February 27, 2015
ALASKA PUBLIC DEFENDER AGENCY, Applicant,
SUPERIOR COURT, THIRD JUDICIAL DISTRICT, ANCHORAGE, Respondent
Original Application for Relief from the Superior Court, Third Judicial District, Anchorage, Kevin M. Saxby, Judge. Trial Court No. 3AN-14-3122 CR.
Douglas O. Moody, Assistant Public Defender, and Quinlan Steiner, Public Defender, Anchorage, for the Applicant.
Dani Crosby, Dani Crosby Law Office, Inc., Anchorage, for the Respondent.
Before: Mannheimer, Chief Judge, Allard, Judge, and Hanley, District Court Judge.[*]
In this original application for relief, we are asked to interpret AS 18.85.100(a), the Alaska Public Defender Agency's " enabling" statute -- i.e., the statute that defines the Agency's authority to provide counsel to indigent litigants. The question is whether the Agency can be appointed to serve as " standby" or " advisory" counsel in criminal cases in which defendants have waived their constitutional right to counsel and chosen to represent themselves.
For the reasons explained here, we conclude that this enabling statute does not authorize the appointment of the Public Defender Agency for this purpose. We therefore vacate the superior court's order directing the Public Defender Agency to serve as standby counsel in this case.
Factual background and procedural history
The defendant in this case, Grant Matthisen, is charged with two counts of criminal non-support. Although Matthisen is indigent and qualifies for the appointment of counsel at public expense, he has chosen to
waive his constitutional right to counsel and to represent himself.
To assist Matthisen in representing himself, the superior court appointed the Alaska Public Defender Agency to " act in a consultative capacity." Specifically, the superior court ordered the Agency to provide an attorney to sit through Matthisen's trial " to provide ongoing legal advice and to ensure that [Matthisen] follows appropriate rules and makes appropriate objections and arguments."
The Public Defender Agency objected to this appointment, arguing that it exceeded the scope of representation permitted by the Agency's enabling statute. The superior court disagreed, finding that the appointment was within the scope of the Agency's authority and that the appointment was properly based on considerations of fairness and due process.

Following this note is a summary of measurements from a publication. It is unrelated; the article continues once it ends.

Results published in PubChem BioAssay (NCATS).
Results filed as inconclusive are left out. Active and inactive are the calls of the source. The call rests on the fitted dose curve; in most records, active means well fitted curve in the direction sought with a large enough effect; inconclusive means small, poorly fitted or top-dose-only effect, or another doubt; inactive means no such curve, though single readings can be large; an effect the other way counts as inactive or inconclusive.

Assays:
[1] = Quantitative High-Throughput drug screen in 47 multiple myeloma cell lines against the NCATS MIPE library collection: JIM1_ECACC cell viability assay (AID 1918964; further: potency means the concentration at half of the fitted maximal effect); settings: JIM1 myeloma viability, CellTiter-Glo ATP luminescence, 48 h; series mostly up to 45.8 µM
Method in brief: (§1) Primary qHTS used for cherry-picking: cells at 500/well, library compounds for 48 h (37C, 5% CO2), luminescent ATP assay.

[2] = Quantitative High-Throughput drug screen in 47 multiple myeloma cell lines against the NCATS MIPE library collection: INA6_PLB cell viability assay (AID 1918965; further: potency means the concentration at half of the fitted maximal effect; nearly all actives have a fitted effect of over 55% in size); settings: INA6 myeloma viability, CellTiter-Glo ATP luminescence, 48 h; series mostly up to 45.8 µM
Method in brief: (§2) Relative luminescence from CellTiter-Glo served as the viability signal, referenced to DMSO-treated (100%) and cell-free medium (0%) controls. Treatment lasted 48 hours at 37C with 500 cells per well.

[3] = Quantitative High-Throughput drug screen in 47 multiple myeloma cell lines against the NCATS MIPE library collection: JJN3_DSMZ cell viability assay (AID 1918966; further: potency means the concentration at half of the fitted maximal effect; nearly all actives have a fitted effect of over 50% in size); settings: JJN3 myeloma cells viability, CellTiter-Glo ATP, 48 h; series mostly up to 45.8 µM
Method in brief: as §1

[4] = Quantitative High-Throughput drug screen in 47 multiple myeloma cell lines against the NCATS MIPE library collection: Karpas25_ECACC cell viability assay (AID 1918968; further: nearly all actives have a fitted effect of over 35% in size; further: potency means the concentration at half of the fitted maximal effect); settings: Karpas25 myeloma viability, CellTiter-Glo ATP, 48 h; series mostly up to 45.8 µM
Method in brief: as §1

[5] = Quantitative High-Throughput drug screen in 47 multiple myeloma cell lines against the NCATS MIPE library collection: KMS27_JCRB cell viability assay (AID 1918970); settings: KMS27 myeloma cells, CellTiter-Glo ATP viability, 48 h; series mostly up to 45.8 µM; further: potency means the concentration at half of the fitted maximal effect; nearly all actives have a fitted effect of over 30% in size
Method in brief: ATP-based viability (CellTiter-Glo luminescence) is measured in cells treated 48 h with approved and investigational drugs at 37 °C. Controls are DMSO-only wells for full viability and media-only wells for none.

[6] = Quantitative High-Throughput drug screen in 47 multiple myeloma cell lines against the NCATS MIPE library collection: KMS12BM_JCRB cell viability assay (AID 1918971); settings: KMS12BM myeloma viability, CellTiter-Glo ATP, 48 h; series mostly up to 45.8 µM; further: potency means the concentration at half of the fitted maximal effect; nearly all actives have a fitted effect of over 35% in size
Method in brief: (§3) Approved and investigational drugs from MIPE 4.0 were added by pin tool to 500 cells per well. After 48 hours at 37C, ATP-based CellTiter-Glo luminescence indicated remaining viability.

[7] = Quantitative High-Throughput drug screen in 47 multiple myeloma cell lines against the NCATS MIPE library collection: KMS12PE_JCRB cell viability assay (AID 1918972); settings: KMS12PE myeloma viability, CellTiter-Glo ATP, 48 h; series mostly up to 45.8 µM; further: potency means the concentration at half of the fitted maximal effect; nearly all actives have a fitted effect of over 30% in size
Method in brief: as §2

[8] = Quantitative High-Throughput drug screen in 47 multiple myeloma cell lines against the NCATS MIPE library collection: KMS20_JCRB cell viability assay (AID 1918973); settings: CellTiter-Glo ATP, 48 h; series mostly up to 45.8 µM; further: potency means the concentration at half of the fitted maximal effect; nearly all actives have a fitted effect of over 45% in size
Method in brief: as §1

The Agency then filed this original application for relief under Alaska Appellate Rule 404(a).
A note on terminology
To begin our analysis of this case, we wish to clarify the terminology that we will be using. We will use the term " standby counsel" to describe an attorney who assists or advises a criminal defendant who has waived his right to counsel and is representing himself.
We have previously referred to this type of arrangement as a form of " hybrid representation."  But this is a misleading term because an attorney serving as standby counsel is not engaged in the " representation" of a criminal defendant as that term is generally understood.
The term " hybrid representation" more accurately describes an entirely different arrangement, one in which a criminal defendant is represented by counsel but acts as co-counsel in a subordinate role to his or her court-appointed attorney. In this sort of arrangement, the attorney's role is accurately described as " representation" of the defendant because the attorney is still in charge of the case, and the defendant participates in the defense only in limited ways with the attorney's acquiescence -- for instance, by filing supplemental motions or by cross-examining certain witnesses.
We have previously recognized the crucial legal distinction between this form of co-counsel " hybrid representation" and true self-representation. Before defendants are allowed to represent themselves, the trial court must obtain a formal waiver of their right to counsel -- after advising them of their right to counsel, the benefits of counsel, and the dangers of self-representation. But in cases of co-counsel hybrid representation, the trial court does not necessarily need to obtain the defendant's waiver of the right to counsel because the attorney remains in charge of the litigation, and the defendant remains represented.
Why we conclude that appointment of the Public Defender Agency as standby counsel is not authorized under AS 18.85.100(a)
We have previously held that an indigent defendant has no constitutional right to the